If you're like me there are times when you'd like to play a tabletop game but there are no available opponents around. I helped a little bit with some of the play testing for the 2nd Edition of Strange Aeons, but really hadn't played much since the book went to print back in the summer. Uncle Mike was really busy with model production that there was little time for gaming. Summer is also a lot lighter in terms of game time, as I do *gasp* *shock* try to spend a bit of time outside while the sun is being friendly.
I've had my KS package from the campaign for longer than most, being able to pick it up locally rather than waiting for it in the mail. One of the add-ons I included was the solo deck. I didn't have much to do with this product at all, aside from providing some points about what I would like to see in a card-driven AI. With the product finally in my possession I thought I would give the solo deck a test-drive.
I wasn't expecting much out of the solo deck to be honest, as card-driven AI is a really tough thing to make fun. Pleasantly enough it had a few surprises in store for me. In my first game I rolled the "Bag Man" scenario. The Lurkers were able to take out one of my agents with a Major Injury, and the bag man with a Minor. I was able to win the game, but only with a "heroic" effort from my remaining character.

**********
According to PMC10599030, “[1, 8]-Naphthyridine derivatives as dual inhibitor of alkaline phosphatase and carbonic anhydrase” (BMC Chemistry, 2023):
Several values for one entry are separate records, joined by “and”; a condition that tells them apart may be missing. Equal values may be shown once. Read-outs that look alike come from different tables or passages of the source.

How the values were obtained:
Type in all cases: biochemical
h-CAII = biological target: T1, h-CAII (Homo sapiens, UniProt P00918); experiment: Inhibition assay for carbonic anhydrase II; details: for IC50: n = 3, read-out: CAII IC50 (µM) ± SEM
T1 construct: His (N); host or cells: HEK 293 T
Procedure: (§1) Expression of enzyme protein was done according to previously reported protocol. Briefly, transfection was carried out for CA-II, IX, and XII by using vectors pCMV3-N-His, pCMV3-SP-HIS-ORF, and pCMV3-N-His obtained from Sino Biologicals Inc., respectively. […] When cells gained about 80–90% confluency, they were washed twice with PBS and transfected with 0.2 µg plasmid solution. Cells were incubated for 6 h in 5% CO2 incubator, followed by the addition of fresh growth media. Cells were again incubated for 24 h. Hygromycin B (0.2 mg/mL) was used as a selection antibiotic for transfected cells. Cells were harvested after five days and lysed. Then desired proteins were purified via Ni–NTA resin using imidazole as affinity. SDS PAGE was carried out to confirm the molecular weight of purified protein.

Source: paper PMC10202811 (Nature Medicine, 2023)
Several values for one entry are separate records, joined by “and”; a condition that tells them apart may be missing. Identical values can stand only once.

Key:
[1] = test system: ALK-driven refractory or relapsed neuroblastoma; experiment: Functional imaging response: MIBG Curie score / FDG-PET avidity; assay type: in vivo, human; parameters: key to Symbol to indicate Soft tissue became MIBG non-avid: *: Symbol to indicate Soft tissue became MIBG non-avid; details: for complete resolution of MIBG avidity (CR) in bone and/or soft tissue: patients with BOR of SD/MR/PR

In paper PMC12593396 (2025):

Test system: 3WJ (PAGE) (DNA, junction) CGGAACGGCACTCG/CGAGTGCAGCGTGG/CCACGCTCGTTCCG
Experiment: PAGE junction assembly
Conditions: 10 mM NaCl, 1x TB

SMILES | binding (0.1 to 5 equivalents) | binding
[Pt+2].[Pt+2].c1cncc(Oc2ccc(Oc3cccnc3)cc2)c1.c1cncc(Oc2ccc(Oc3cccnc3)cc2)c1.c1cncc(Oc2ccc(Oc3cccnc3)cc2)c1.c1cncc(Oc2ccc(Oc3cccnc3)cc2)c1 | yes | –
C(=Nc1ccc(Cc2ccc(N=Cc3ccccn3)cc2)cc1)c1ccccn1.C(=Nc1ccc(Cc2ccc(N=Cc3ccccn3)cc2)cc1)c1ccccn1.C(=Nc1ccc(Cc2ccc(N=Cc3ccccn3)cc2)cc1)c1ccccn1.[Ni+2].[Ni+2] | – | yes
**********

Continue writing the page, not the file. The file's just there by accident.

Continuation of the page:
In the second game I realized I was playing something terribly wrong, but elected to continue through and see how it turned out. I misread part of the instructions and had been turning more cards over than I should have each Lurker turn. You still need Command models, as the number of nominations the Lurkers can make is how many cards are drawn per turn.
Despite the lurkers having extra activations I won the "Retrieve the Artifacts" scenario fairly handily, acquiring three scrolls and an advancement for my character. Something that contributed to my win were two immediate major injuries I scored against face down Lurkers. One addition to the solo rules is that the Lurkers get a free single state change at the end of their round and I had been missing that. You have to do some smart interpretation of some of the cards from time to time, deciding how the lurkers should best act.
For my third game I was much closer to correct the Lurkers had a 4-point advantage with my two consecutive wins. I selected a wolfman to go with a tommy-gun cultist, degenerate and cult leader. The cards brought the degenerate back onto the table not once but twice, and the werewolf made quick work of by dynamite toting agent Randolf Carter, who died from his horrific wounds.
Agent Moreau was a minor injury and my leader ended up infected by the wolfman's bite. The death of Carter allowed me to re-equip so I spent one of my two map pieces for a squad leader. He'll be joining me for the next four games.
I've enjoyed using the solo deck to get in a few games during a quiet, late evening. I can still tell the story of my Threshold list with it, which is where the real fun of the game is for me. I'd still rather have a real, live opponent, but it's nice to be able to play one of my favourite games in a pinch.